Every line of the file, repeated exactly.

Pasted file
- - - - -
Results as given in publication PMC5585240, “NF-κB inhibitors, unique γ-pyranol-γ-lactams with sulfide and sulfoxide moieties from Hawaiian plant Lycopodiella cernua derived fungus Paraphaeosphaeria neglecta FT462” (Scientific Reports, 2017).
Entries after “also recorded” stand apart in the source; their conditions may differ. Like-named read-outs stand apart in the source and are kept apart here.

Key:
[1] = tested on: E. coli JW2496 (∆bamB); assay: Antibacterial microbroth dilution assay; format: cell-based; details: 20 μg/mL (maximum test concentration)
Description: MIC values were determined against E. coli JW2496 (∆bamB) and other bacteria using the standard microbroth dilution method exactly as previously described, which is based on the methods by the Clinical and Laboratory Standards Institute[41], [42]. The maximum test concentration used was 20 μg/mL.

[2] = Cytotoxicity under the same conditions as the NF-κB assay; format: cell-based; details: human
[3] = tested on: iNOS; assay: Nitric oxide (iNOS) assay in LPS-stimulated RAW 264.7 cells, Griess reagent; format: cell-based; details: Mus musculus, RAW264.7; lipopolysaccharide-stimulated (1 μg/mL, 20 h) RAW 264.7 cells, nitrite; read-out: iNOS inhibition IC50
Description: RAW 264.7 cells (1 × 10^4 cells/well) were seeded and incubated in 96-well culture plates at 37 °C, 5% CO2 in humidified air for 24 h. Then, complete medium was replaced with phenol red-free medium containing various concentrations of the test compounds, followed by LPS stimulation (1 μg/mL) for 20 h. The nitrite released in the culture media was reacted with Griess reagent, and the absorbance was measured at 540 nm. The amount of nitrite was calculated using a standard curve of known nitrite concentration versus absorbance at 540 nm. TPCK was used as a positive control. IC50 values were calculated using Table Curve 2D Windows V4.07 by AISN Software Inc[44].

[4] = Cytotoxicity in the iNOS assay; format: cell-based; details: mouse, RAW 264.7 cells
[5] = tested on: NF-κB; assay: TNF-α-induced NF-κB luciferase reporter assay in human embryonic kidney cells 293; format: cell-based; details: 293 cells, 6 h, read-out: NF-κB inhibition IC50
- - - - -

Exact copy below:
Results as given in publication PMC5585240, “NF-κB inhibitors, unique γ-pyranol-γ-lactams with sulfide and sulfoxide moieties from Hawaiian plant Lycopodiella cernua derived fungus Paraphaeosphaeria neglecta FT462” (Scientific Reports, 2017).
Entries after “also recorded” stand apart in the source; their conditions may differ. Like-named read-outs stand apart in the source and are kept apart here.

Key:
[1] = tested on: E. coli JW2496 (∆bamB); assay: Antibacterial microbroth dilution assay; format: cell-based; details: 20 μg/mL (maximum test concentration)
Description: MIC values were determined against E. coli JW2496 (∆bamB) and other bacteria using the standard microbroth dilution method exactly as previously described, which is based on the methods by the Clinical and Laboratory Standards Institute[41], [42]. The maximum test concentration used was 20 μg/mL.

[2] = Cytotoxicity under the same conditions as the NF-κB assay; format: cell-based; details: human
[3] = tested on: iNOS; assay: Nitric oxide (iNOS) assay in LPS-stimulated RAW 264.7 cells, Griess reagent; format: cell-based; details: Mus musculus, RAW264.7; lipopolysaccharide-stimulated (1 μg/mL, 20 h) RAW 264.7 cells, nitrite; read-out: iNOS inhibition IC50
Description: RAW 264.7 cells (1 × 10^4 cells/well) were seeded and incubated in 96-well culture plates at 37 °C, 5% CO2 in humidified air for 24 h. Then, complete medium was replaced with phenol red-free medium containing various concentrations of the test compounds, followed by LPS stimulation (1 μg/mL) for 20 h. The nitrite released in the culture media was reacted with Griess reagent, and the absorbance was measured at 540 nm. The amount of nitrite was calculated using a standard curve of known nitrite concentration versus absorbance at 540 nm. TPCK was used as a positive control. IC50 values were calculated using Table Curve 2D Windows V4.07 by AISN Software Inc[44].

[4] = Cytotoxicity in the iNOS assay; format: cell-based; details: mouse, RAW 264.7 cells
[5] = tested on: NF-κB; assay: TNF-α-induced NF-κB luciferase reporter assay in human embryonic kidney cells 293; format: cell-based; details: 293 cells, 6 h, read-out: NF-κB inhibition IC50